Magnolias – Sumptuous and stately, magnolias are among the most handsome of garden trees, as well as being among the hardiest. Magnolia trees are native to East Asia and the Himalayas, eastern North America and Central America. Magnolias grow 40 to 80 feet tall with a spread of 30 to 40 feet. Depending upon the species, magnolias may be evergreen, semi-evergreen or deciduous.
Drawbacks of some of the species are their enormous size, slowness of growth and reluctance to flower until some 20 or more years after planting. Fortunately, most of the modern selections are free from these vices. The deciduous spring-flowerers make excellent features.
The Best Shrubs For Early Spring Garden – Early spring is not the time you expect to see anything except the budding of plants and trees. If you want to have flowers this early in the year there are five shrubs that will give you the desired splash of color and aromatic breezes in early springtime. Read on to find out more about these plants and how to care for them.
1. The Azalea
The Azalea is an early bloomer much like the Rhododendron. The difference is seen in the size of the flower clusters. The Azalea has smaller flowers but is large on style. The blooms can be in a variety of colors and sizes. They can reach up to 15 feet in height and grow best in full sunlight or partially shaded areas. It is good to add mulch around the base to help seal in moisture.
Buxus (Box) is a popular shrub outdoors, but has only recently been accepted as a house plant. It is tolerant of cool conditions and draughts, producing a dense screen od shiny small leaves. There is an essential requirement – good light, especially in winter. Stand the pot outdoors in summer. These shrubs can be clipped and trained at any time of the year. The only danger is overwatering.
The popular Buxus sempervirens (Common Box) is an evergreen shrub growing to 5 m (16ft) by 5 m (16ft) at a slow rate. Common Box can be grown, but the small-leaved Box (Buxus microphylla) is a better choice. Slow growing – prune to keep in shape. Can be trimmed to decorative shapes.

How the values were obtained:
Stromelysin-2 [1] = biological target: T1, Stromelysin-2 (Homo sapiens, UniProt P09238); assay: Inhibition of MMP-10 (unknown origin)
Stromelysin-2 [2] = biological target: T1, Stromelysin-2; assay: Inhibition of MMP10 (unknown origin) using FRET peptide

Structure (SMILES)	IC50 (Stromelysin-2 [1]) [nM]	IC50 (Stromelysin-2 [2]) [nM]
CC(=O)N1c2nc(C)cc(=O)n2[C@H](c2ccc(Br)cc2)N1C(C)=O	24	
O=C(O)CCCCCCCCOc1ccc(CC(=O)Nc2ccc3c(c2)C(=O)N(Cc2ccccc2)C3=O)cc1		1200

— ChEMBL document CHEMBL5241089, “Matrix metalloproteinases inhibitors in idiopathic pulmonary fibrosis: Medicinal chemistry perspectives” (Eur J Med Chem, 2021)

Provide a natural food source by planting shrubs to feed the birds – shrubs and trees that will provide berries and fruit to your birds all year long. What is wonderful about fruit bearing trees and shrubs is the glorious flowers they produce in advance of the flowers turning to seeds/berries that the birds just love.
If you plant a variety of shrubs that flower and fruit at different times of the year, your birds will have a natural source of food and you won\’t have to spend quite as much on bird seed either. It is especially important to have food for birds during the winter months.
Hibiscus is an excellent specimen plant for the sunny windowsill. A hibiscus is a perennial plant in the genus Hibiscus. There are a huge number of species in this genus, from dwarf herbaceous shrubs to towering trees, and these plants grow in many regions of the world. The plant with this name is often welcome in the garden because it has very large, trumpet-shaped flowers that come in an array of colors, and it sometimes also has a very delicate, pleasant scent that can be very enjoyable when a large cluster of plants is massed together. Its large papery flowers last for only a day or two, but with proper care there will be a succession of blooms from spring to fall. The flowers are attractive to butterflies and hummingbirds. Hibiscus can grow to 15 feet tall in frost-free areas.
There is an obvious fascination in having an orange or lemon tree at home, but if you want it to bear fruit, then you will have to buy a citrus trees selected for their ability to grow indoors. The problem is that plants raised at home from pips will not fruit until they are too large for an ordinary room. The dwarfs sold as house plants are shrubby trees which have glossy leaves and produce fruit while the plant is still quite young.
Summer is the usual flowering period for citrus trees, but the Calamondin orange (C. mitis) may produce white fragrant flowers and small bitter oranges nearly all year round.